In addition, any engineer can propose a new project, which goes through a selection process. All projects typically start with a conversation with the product manager (PM) on your team, followed by a collaborative drafting of a 1-2 page brief that outlines the problem space, potential impact, and engineering effort level required to complete a solution. Briefs are then grouped together, reviewed, and further vetted by the entire team, including the PM, EM, engineers, and designers. During this process, we have both verbal and written mediums for anyone to provide feedback. Ultimately, the teams make a collective decision to work on the highest impact projects.
Even our interview process reflects how collaborative we are. Every engineering candidate meets with panels of two team members who focus on productivity and teamwork. Having a pair of interviewers lead each onsite panel helps reduce bias in the hiring process and more accurately assess a candidate’s ability to collaborate and work with diverse perspectives. Using the feedback from both interviewers, we can continuously reflect on and improve our interview practices. We’ve heard from candidates that they also appreciate this setup, since more people in the room adds greater perspective and generally yields more interesting conversations.
What distinguishes us at Jane is that we’re truly a cohesive team comprised of good humans. Some of us like to surf together (Pleasure Point is just half a mile down the road), play music together, and the list goes on. We also have a company-wide happy hour every six weeks. Our friendships extend beyond work, and we think that speaks to how bonded we feel as a team. It’s akin to being on a sports team really.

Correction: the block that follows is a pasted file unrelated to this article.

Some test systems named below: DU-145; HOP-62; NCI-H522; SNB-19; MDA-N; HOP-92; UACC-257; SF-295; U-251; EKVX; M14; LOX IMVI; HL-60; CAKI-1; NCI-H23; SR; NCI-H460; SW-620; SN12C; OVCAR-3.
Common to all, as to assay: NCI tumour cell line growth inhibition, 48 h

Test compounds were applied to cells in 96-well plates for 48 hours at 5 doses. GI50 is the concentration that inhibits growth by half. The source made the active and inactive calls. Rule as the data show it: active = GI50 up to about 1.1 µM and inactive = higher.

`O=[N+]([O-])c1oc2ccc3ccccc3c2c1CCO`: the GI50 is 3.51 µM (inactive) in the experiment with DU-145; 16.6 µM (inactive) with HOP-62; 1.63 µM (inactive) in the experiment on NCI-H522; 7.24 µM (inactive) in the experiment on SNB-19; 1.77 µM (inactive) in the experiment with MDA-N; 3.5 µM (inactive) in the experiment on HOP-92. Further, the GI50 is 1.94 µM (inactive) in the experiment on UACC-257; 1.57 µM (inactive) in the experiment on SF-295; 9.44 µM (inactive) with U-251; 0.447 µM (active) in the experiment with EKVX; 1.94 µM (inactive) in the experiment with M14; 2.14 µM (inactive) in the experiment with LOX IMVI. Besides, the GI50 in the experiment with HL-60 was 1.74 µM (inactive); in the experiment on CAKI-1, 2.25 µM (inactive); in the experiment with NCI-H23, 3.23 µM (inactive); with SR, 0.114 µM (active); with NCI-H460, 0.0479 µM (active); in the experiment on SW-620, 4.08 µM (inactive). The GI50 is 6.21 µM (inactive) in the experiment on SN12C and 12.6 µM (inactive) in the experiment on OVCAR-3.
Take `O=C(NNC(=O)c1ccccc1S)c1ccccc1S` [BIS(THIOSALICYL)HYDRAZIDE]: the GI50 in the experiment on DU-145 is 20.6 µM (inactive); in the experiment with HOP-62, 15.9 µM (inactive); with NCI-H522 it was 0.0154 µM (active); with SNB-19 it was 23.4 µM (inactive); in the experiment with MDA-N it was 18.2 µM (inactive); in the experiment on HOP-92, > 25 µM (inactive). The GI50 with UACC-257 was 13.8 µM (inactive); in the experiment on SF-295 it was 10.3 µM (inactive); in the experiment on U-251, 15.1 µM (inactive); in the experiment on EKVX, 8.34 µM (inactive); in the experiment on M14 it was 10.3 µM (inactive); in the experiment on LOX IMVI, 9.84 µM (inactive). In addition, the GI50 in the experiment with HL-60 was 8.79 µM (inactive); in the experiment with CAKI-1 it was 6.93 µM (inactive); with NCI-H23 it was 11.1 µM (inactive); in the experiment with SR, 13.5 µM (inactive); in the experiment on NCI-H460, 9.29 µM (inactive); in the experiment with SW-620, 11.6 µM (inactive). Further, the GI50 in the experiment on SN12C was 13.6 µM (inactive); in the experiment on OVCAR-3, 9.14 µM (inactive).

We all have different lives and fully support one another. Some like to arrive at 8:30am while others arrive at 10:14am for our daily 10:15am standup. Some are regular cannabis consumers while others have never consumed it before in their life! Many people take a work-from-home day once a week, and we’re always open to flexible scheduling. (Need to pick your kid(s) up from school? Go for it!)
We purposefully design our onsite interviews to be as human-centered as possible and we’ve gotten a lot of positive feedback: “That was unlike any onsite I’ve ever experienced!” is a common refrain. We have candidates meet with as many team members as possible, from engineering and design, to C-suite execs, to get a feel for what it’s really like to work here. The more exposure you have to the people at Jane, the better. After all, you’re not just interviewing for a job, you’re joining a team.